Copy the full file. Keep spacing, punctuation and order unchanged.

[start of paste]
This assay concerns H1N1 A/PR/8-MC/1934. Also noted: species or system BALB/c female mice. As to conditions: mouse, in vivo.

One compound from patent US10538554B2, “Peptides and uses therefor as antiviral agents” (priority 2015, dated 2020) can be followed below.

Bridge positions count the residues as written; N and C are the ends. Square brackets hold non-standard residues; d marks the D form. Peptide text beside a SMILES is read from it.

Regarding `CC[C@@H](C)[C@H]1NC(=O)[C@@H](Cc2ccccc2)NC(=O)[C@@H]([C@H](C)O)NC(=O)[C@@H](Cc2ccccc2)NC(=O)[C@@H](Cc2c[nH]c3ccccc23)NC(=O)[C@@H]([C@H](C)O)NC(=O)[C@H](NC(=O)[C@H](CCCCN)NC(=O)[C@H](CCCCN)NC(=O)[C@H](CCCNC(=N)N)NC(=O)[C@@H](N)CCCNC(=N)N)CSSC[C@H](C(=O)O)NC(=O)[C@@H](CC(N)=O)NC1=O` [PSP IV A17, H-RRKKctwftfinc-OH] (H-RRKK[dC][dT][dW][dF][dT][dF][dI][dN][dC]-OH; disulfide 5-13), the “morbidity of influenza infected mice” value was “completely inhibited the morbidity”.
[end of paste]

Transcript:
This assay concerns H1N1 A/PR/8-MC/1934. Also noted: species or system BALB/c female mice. As to conditions: mouse, in vivo.

One compound from patent US10538554B2, “Peptides and uses therefor as antiviral agents” (priority 2015, dated 2020) can be followed below.

Bridge positions count the residues as written; N and C are the ends. Square brackets hold non-standard residues; d marks the D form. Peptide text beside a SMILES is read from it.

Regarding `CC[C@@H](C)[C@H]1NC(=O)[C@@H](Cc2ccccc2)NC(=O)[C@@H]([C@H](C)O)NC(=O)[C@@H](Cc2ccccc2)NC(=O)[C@@H](Cc2c[nH]c3ccccc23)NC(=O)[C@@H]([C@H](C)O)NC(=O)[C@H](NC(=O)[C@H](CCCCN)NC(=O)[C@H](CCCCN)NC(=O)[C@H](CCCNC(=N)N)NC(=O)[C@@H](N)CCCNC(=N)N)CSSC[C@H](C(=O)O)NC(=O)[C@@H](CC(N)=O)NC1=O` [PSP IV A17, H-RRKKctwftfinc-OH] (H-RRKK[dC][dT][dW][dF][dT][dF][dI][dN][dC]-OH; disulfide 5-13), the “morbidity of influenza infected mice” value was “completely inhibited the morbidity”.